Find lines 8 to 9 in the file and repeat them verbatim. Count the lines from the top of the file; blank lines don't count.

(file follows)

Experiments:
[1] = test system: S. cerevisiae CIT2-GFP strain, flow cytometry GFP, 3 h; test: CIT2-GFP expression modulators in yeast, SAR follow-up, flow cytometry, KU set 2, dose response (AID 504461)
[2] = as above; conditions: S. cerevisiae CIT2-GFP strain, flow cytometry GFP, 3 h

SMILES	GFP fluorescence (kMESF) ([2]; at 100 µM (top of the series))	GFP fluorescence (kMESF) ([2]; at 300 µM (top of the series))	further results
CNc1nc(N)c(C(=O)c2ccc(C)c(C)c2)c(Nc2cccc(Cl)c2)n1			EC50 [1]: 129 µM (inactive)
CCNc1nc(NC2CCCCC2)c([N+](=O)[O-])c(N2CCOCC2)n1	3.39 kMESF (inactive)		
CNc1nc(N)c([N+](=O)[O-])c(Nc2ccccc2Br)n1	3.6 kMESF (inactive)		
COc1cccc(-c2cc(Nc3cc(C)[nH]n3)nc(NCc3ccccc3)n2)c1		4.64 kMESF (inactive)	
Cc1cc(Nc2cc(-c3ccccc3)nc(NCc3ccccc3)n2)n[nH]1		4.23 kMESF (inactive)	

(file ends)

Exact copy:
COc1cccc(-c2cc(Nc3cc(C)[nH]n3)nc(NCc3ccccc3)n2)c1		4.64 kMESF (inactive)	
Cc1cc(Nc2cc(-c3ccccc3)nc(NCc3ccccc3)n2)n[nH]1		4.23 kMESF (inactive)	